‘Magic of the Slavs’ cycle by Zofia Stryjeńska (Polish, 1891-1976).
Pictures from a French edition, 1934, via Agra Art.
The cycle shows some of the most notable Slavic rituals of pagan origins that had survived to the modern era in the rural customs. Original Polish title, ‘Gusła Słowian’, uses the archaic Polish word ‘gusła’ - a hard-to-translate concept comprising magic and rituals (mostly of shamanic nature) along with superstitions. Mrs Stryjeńska created 8 plates for this cycle. The illustrations include also the artist’s interpretations of old-Slavic gods (lesser/local deities as well as the major gods and goddesses).
Traditional bread prepared for the dożynki (harvest festival) in Poland.
Since the ancient times and the pre-Christian Slavic rituals, the bread is a symbol not only of the food as such [the main component of a daily cuisine in Poland] but also of the life and a general abundance. The lack of the so-called “daily bread” [chleb powszedni] was signifying hunger and death. To most of the Polish people throwing away an old bread is still an unforgettable sin, bringing bad luck and hunger. Old bread and crumbs could have been only burnt in a purifying fire. An old custom described by many 19th-century ethnographers was also to kiss even the smallest bread crumb that had accidentally fell on the floor - that shows the amount of respect held towards it. Before any loaf of bread was sliced, a sign of a cross was made over it with the hands or with the end of a knife that was meant to cut through it. Another ancient custom was to break the first loaf of bread taken out of an oven during a baking time - it was forbidden to cut the first one with a knife, or else it would also “cut off” the good fortune and the family might not be able to bake a bread for another seven years.
Bread became an essential symbolic element of the harvest festivals, remnant of the ancient Slavic ritual customs of evoking the abundance for the following year. Decorative and unusually big loafs of bread often become a subject of competition between the bakers. The decorations on them and on the baskets are symbolic, showing gratitude for the good harvest and wishes for the next successful one; though sometimes the loafs would be decorated only with a cross sign. At the beginning of the festival the bread, along with the collected crops and decorative garlands, are being held in a colorful procession to a church and blessed there. Only then the actual festival starts. Depending on a scale of the event, the hosts, usually the village or town’s majors, often take a round with baskets either full of bread slices or with a whole bread which parts are being broken off, to greet everyone according to the ancient custom.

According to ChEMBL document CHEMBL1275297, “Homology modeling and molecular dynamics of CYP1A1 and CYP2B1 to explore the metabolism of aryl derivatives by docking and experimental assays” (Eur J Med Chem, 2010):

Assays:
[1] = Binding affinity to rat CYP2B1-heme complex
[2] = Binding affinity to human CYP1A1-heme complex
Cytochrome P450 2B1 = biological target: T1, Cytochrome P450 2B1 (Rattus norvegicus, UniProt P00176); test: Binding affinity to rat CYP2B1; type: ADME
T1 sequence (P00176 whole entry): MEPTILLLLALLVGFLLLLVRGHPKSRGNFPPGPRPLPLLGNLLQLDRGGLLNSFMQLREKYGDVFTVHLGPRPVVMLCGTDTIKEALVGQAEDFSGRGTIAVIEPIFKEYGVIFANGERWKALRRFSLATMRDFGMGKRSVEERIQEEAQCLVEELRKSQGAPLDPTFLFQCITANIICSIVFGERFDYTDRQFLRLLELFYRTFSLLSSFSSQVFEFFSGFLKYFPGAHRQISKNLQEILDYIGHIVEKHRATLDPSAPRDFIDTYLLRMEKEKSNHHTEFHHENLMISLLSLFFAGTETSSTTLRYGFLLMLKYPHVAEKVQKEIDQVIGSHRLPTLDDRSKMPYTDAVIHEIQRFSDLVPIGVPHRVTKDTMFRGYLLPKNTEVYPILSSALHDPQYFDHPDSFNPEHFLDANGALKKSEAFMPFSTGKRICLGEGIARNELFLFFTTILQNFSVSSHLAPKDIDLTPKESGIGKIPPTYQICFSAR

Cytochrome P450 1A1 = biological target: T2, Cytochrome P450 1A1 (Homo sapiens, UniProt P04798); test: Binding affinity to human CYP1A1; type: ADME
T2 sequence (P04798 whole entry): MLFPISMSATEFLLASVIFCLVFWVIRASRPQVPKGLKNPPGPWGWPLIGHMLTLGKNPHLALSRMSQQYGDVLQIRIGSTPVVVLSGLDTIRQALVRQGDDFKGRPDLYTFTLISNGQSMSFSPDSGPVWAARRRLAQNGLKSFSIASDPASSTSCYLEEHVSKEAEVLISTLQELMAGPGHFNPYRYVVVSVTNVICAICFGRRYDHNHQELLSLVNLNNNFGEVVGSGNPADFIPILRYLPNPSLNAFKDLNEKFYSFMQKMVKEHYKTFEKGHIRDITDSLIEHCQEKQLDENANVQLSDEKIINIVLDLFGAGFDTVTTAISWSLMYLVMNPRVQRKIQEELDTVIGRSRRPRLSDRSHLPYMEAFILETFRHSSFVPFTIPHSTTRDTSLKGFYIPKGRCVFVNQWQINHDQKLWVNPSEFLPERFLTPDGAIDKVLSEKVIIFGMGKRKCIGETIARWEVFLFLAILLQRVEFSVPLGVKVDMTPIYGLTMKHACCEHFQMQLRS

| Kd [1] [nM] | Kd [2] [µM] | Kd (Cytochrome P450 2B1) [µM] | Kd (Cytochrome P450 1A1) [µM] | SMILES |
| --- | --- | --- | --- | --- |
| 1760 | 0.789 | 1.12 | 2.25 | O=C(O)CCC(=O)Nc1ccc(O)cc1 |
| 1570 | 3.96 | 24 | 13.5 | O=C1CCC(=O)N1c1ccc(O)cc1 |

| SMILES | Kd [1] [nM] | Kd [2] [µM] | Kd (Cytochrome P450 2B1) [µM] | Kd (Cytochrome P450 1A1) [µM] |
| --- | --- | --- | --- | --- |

Wieńce dożynkowe - wreaths and garlands prepared for the dożynki (phonetic: dozhinki), the annual harvest festival in Poland. The custom follows an ancient Slavic tradition. By tradition, it’s organized in late August or early September.
The Dozynki or Harvest Celebration is by far considered to be one of Poland’s most revered traditions. For 1,000 years in Poland, the tenant farmers presented the Lord and the Lady of the Manor with gifts and garlands of wheat and wild flowers as part of a joyous fall celebration of the harvest. Throughout Poland’s history much importance was placed on the harvest because it represents the fruits of the farmers’ labors, as well as their ability to sustain themselves throughout the winter months. In gratitude, the “starosta” or lord of the Manor shares food, drink and music with his tenants. A procession of farmers with their implements, presenters and dancers in regional costumes accompanied by musicians will initiate the festival. [x]
There were also old, archaic and pagan elements present in harvest celebrations which are nowadays explained as traces of ancient rituals and sacrifices made to fertility deities. Among the rituals there were practices and habits e.g. connected with the last handful of uncut grain. It was left on the field for some time after the harvest to retain continuity of grain vegetation and fertility. It was reaped in a very solemn way by the best harvester and then passed over to the most efficient of woman harvesters.
Harvest celebration began with weaving of a wreath of the grain left on the field, bunches of rowan berries, nuts, flowers and ribbons. Harvest wreaths were usually in the shape of a crown or a circle. In the past farmers also put live (or artificial) chickens, ducklings or goslings into their wreaths to provide for future abundant crops and healthy offspring. The wreath was carried by the best woman reaper with the help of other labourers. They led the procession of solemnly dressed harvesters carrying the cleaned and decorated wreath, with flowers, scythes and sickles on their shoulders. Then the wreath was taken into the church to be blessed and the procession set off for the mansion house of the estate or the household of the field’s proprietor – the host of the harvest festival. Harvesters sang about hardship of their work, about crops and concern for future harvests as well as about wishes for good crops and hope for fun and the treats they deserved. The harvest wreath was kept in a barn until the next sowing. [x]